Addison Kliewer, Miranda Mahmud and Brooklyn Wayland
WASHINGTON – About 180 white tombstones – each belonging to a child who died while attending the Carlisle Indian Industrial School – stand row-by-row in the dewy grass of central Pennsylvania, bearing the names of those who died while being forced to learn the white man’s way.
From 1,500 to 1,800 Native American students from Oklahoma attended the Carlisle school, said Jim Gerenscer, co-director of the Carlisle Indian School Project, a database that provides information about the school and the students who attended. But some never made it back home, dying from unknown causes at Carlisle.
The purpose of school, as well as others across the nation, was to remove Native Americans from their cultures and lifestyles and assimilate them into the white man’s world.
Carlisle, which opened in 1879 and operated until 1918, was among the first and best-known boarding schools for Native children, and its operational model set the standard for most that came after.
For many tribes in Oklahoma, the horrors of the Carlisle model were experienced closer to home.
Riverside Indian School, outside Anadarko, is the nation’s oldest federally operated American Indian boarding school. Organized by Quaker missionaries in 1871, it was known as the Wichita-Caddo School until 1878.
Joe and Ethil Wheeler were educated there. Anthony Galindo, the grandson they raised, recalls hearing their stories about conditions at the school.
Ethil was one of many students who tried to run away from Riverside but always was sent back. Eventually, she was loaded into a cattle car and shipped by train in the dead of winter to Phoenix, where she stayed until she was 19. Galindo said his grandmother remembered huddling together with other children to keep warm. Some didn’t survive the journey.
Joe was abused at Riverside, Galindo said, and he never forgave. But as much as he held on to that grudge, he said, Joe clung to his belief in the creator, part of the traditional Big Drum religion practiced by Wichita people.
“First they cut my hair, then they made me eat soap and then they beat me for speaking my language,” Galindo said, recalling his grandfather’s words.
Joe’s father found out his son was being tortured at Riverside and removed him. Having learned English and completed the sixth grade, Joe became an interpreter for his people to assist in dealings between the federal government and the tribe.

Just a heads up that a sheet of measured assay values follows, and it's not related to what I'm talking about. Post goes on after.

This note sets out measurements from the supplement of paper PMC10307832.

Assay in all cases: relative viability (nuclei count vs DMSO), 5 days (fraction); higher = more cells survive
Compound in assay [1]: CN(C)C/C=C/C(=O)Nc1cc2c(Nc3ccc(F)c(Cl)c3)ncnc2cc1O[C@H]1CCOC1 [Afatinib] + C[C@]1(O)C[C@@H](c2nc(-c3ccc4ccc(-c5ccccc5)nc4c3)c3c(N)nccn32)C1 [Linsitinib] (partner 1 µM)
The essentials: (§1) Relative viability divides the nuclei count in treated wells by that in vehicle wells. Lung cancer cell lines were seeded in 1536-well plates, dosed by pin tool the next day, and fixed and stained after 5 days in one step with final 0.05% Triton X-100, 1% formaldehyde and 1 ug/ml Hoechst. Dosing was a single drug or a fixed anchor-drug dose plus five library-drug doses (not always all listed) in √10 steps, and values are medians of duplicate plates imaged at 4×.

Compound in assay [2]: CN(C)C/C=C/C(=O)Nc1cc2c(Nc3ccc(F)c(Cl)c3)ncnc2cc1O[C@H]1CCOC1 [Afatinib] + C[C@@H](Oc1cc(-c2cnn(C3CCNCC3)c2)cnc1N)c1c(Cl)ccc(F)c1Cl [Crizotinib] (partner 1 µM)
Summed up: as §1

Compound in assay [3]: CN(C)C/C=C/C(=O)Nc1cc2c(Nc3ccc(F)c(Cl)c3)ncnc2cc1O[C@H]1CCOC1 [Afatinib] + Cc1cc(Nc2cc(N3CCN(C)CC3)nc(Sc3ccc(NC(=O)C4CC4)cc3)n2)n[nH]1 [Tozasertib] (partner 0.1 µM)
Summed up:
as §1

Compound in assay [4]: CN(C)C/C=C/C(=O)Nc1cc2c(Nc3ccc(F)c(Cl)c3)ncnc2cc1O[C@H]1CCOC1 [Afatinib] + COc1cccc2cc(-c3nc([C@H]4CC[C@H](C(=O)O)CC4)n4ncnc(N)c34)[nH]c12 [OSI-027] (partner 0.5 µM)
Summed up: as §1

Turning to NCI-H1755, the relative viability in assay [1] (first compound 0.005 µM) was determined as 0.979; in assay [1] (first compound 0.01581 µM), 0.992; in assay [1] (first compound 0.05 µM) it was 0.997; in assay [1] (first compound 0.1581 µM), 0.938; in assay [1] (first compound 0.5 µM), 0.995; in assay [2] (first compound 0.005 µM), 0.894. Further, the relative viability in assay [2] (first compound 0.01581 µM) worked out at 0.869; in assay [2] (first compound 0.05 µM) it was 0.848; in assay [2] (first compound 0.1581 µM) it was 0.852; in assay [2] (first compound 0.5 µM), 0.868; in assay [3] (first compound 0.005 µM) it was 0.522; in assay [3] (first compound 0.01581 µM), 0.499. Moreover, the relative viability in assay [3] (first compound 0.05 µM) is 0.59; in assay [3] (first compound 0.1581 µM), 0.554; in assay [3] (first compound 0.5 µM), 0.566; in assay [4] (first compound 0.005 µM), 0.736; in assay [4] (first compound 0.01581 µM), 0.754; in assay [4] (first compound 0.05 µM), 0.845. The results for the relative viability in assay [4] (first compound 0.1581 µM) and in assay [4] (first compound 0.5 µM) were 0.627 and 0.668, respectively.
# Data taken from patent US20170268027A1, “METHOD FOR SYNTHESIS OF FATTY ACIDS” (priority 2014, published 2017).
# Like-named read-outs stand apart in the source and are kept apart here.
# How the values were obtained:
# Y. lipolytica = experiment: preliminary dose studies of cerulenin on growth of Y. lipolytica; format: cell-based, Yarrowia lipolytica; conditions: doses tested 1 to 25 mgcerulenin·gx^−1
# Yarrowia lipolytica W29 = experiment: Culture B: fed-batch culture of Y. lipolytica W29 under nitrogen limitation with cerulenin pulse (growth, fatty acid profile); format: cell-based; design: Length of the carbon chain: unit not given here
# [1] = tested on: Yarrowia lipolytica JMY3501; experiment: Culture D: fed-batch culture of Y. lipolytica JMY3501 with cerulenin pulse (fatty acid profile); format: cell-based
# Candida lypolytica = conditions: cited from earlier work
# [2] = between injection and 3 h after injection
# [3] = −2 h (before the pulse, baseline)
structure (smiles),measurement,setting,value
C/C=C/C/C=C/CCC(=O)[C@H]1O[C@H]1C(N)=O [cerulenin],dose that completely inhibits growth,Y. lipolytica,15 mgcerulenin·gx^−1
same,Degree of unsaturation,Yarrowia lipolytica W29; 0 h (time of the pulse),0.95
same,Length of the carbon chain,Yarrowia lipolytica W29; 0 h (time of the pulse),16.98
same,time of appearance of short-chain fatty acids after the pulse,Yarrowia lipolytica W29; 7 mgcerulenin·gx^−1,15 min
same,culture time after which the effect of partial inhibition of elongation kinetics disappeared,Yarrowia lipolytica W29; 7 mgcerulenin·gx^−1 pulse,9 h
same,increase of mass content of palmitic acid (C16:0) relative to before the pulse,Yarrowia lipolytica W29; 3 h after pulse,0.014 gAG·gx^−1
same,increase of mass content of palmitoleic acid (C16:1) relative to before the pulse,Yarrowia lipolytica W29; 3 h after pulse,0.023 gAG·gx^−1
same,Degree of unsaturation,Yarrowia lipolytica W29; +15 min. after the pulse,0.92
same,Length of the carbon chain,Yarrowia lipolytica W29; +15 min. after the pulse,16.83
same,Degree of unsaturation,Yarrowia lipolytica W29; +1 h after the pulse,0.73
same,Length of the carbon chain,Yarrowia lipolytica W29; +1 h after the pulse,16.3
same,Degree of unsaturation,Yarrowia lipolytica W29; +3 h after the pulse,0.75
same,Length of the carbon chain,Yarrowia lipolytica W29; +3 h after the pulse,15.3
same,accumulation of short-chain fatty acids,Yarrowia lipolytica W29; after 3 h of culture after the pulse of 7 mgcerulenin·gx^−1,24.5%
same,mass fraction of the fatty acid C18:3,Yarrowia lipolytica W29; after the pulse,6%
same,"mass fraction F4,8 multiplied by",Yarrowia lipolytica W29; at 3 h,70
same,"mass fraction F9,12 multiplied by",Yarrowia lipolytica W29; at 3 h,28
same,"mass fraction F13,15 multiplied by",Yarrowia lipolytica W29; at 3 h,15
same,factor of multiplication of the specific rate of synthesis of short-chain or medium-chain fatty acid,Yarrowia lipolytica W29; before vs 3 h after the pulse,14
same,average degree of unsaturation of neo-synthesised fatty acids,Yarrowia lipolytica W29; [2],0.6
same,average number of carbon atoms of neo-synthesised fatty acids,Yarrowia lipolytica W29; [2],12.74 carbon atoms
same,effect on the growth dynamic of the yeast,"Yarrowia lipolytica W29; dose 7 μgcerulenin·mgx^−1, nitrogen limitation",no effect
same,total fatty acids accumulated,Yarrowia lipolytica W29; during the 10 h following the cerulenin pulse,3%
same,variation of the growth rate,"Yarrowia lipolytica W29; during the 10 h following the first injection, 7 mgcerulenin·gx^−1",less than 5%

Although many of the Indian boarding schools have closed, Riverside, now run by the Bureau of Indian Education, remains open. All that remains of the original Wichita-Caddo School campus is an eerily sparse graveyard atop a hill.
Quinton Roman Nose, a Cheyenne Arapaho who is president and chairman of the Riverside Advisory School Board, said some schools are operated by the tribes under old treaties with the federal government. The treaties often included an educational component; the boarding schools today derived from components within the old treaties, making education the tribe’s responsibility.
Officials at Riverside and the Bureau of Indian Education did not respond to requests for comment on this story.
The trauma from Riverside Indian School stayed with Joe Wheeler all his life, Galindo said. In fact, Joe’s feelings about Riverside make up Galindo’s first memory of being raised by his grandparents. Joe told him the government’s purpose was to wipe the Wichita people off the face of the Earth through cultural assimilation.
Richard H. Pratt, founder and superintendent of the Carlisle Indian Industrial School, championed efforts to strip Native students of their cultures.
“A great general has said that the only good Indian is a dead one, and that high sanction of his destruction has been an enormous factor in promoting Indian massacres,” Pratt said in an 1892 speech.
“In a sense, I agree with the sentiment, but only in this: that all the Indian there is in the race should be dead. Kill the Indian in him, and save the man.”
Gerencser, with the Carlisle Indian School Project, said Pratt got the idea for the Carlisle school as an Army officer in Oklahoma Territory. While moving 70 Native captives to Florida, he said, Pratt invited Floridians to teach the prisoners English.
“So that’s where Pratt got this idea that, ‘Hey, if you isolate them from their families and their tribal life and you immerse them in standard American white culture, they’ll be just like everybody else,’” Gerencser said.
Unlike other boarding schools, Carlisle housed older students, with some enrolling as old as 18. Many boarding schools, including Riverside, recruited much younger students.
And not all boarding school experiences were abysmal.